-Designed for only two horses.
Just done some more specific searches.
In the 19th century newspapers, there are also advertisements for 169 advertisements for 'Barouche Landau' and 183 for 'Landau Barouche'. (The previous total I gave was for all these, plus all mentions of Barouche alone and all mentions of Landau and of Landaulette alone, in advertisements from 1st Jan 1800 to 30th April 1814). As the Morning Post of January 18 1804 describes in its 'Fashionable World' section the Prince of Wales new blue and yellow Landau Barouche, and the next day describes the same vehicle, at the same event as a Barouche Landau, I assume the word order was not important.
Checking the Burney Collection of 17th and 18th century newspapers, there is no mention of either vehicle. There are more than 1300 mentions of 'Landau' in advertisements from 1627 to 1800, but nearly all of these turn out to be references to the place (selling Gazetteers and histories). A search for the word 'Landau' within five words of 'carriage' yields only 30 advertisements, starting from 1760 and all but half a dozen are notices of new taxes in 1785, charging 'coach, chaise, chariot, Landau or other four wheel carriages' the most expensive tax of £3/10 (2 wheeled carriages were charged a quid, and carts ten bob).
Before 1800, there are no references to Barouche at all. There was a place called Baroche,'once the capital of Guzerat' and home to many ruined Hindu Temples and Islamic Mosques in 1783 (now called Vadodara, in Gujerat province) the scene of what seems to be a particularly squalid little war, picked by the East India Company from the sheer greed of some of its directors, the British (or East India Company?)army against the local 'Mahrattoes' when they were not busy fighting each other.(I am guessing this is something to do with the first Anglo-Maratha war, but its hard to tell) The locals were friendly with the French, but independent of them, and from the terms of the peace treaty, and the newspapers discontent with it, it would seem the British suffered a humiliating defeat.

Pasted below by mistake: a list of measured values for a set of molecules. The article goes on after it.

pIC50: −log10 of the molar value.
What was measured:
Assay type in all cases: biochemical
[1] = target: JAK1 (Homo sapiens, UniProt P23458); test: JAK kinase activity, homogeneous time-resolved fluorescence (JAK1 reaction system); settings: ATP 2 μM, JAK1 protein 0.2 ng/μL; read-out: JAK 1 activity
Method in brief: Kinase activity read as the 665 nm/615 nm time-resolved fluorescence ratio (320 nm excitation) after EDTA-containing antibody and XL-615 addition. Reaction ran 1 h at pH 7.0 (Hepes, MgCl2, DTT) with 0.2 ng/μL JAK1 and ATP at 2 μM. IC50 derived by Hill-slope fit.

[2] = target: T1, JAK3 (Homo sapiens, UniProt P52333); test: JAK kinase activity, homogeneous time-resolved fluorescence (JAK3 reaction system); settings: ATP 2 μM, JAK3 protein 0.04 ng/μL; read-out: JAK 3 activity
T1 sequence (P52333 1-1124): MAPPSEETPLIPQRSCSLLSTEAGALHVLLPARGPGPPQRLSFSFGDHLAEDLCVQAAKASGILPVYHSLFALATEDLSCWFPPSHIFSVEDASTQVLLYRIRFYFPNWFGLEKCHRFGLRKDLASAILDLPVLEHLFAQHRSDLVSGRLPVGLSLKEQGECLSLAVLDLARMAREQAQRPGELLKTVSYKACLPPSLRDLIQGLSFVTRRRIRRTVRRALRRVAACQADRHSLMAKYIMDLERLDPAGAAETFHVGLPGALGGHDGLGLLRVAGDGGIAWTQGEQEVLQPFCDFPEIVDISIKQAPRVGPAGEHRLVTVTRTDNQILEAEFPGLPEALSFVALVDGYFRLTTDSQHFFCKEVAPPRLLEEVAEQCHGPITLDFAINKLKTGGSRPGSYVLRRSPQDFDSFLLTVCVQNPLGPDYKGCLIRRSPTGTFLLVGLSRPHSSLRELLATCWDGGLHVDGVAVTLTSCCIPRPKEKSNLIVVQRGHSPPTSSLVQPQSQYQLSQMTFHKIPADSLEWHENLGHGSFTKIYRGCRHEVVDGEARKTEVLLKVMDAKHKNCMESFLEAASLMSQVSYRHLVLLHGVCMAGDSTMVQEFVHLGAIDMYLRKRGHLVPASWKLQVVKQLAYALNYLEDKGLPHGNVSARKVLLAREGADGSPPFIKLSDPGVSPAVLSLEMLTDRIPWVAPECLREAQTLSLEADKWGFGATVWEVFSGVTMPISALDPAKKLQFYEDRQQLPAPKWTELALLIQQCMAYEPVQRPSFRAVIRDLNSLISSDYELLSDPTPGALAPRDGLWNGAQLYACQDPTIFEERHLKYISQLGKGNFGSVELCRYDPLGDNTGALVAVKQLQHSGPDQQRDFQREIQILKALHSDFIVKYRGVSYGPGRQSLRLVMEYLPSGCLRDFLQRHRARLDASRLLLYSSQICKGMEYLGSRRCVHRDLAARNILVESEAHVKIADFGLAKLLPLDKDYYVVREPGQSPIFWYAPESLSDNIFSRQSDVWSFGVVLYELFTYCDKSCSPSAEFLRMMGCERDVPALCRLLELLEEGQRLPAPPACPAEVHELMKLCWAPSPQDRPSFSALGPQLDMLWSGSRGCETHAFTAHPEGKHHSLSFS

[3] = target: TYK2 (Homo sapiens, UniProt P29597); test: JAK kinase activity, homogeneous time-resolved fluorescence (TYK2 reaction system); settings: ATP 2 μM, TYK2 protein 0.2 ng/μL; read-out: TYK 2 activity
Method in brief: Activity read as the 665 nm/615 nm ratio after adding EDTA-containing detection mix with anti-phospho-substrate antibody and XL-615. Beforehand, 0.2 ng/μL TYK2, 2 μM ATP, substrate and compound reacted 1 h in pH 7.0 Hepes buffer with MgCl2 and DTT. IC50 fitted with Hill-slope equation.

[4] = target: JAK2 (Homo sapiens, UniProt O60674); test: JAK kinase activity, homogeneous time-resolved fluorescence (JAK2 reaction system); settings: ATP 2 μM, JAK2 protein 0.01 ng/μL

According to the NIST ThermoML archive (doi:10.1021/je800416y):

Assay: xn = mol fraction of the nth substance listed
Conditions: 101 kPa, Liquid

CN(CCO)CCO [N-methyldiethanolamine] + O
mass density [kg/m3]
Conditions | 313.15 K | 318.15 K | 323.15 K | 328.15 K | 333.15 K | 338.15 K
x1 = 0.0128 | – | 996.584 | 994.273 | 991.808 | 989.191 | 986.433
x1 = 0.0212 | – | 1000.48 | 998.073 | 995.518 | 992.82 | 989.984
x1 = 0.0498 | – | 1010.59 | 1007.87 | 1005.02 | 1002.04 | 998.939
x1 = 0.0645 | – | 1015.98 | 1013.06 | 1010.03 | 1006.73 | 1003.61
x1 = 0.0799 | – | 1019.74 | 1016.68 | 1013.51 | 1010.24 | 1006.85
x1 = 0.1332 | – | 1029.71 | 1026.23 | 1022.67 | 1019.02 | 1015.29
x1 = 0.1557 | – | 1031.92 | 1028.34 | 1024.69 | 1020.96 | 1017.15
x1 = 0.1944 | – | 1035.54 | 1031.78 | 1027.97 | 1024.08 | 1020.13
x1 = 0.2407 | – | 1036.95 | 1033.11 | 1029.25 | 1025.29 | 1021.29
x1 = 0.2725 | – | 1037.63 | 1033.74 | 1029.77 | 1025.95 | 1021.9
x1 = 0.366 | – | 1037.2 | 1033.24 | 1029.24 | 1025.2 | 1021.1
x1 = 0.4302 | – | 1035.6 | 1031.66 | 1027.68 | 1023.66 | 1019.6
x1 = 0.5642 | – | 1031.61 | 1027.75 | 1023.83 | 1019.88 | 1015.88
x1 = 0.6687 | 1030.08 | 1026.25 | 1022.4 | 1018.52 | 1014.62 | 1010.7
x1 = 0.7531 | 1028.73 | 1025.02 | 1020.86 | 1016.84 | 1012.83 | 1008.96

The Italian artist Frederico Barocci (1528-1612)is also referred to as 'Baroche' when some of his painting are exhibited and sold in 1791.
From this I would gather that the Baroche as a carriage is an innovation from about the turn of the century, (so at least a dozen years old by the time we hear of Mr Sucklings). The Landau is older, and the Baroche Landau appeared to be growing more popular every year. (At the 1804 Queens birthday celebrations where the Prince of Wales rode out in his new Baroche Landau, the Duke of Cumberland and Sir Stephen Cotteral had Landaus, the Duke of York a town coach, the Earl of Mansfield and at least half a dozen other notables sported chariots)
Also, there was a tax on the number of carriages kept as well as the type. A single carriage was taxed 8 shillings a year, two carriages were taxed 16 shillings each (ie. £1/12).
References: British Library Burney Collection.
British Library 19th Century Newspaper Collection.
Description of the Carriages driven on the occasion of the Queens Birthday Morning Post January 18,1804 Issue 11010 "Fashionable World" Gale Document Number R3210369046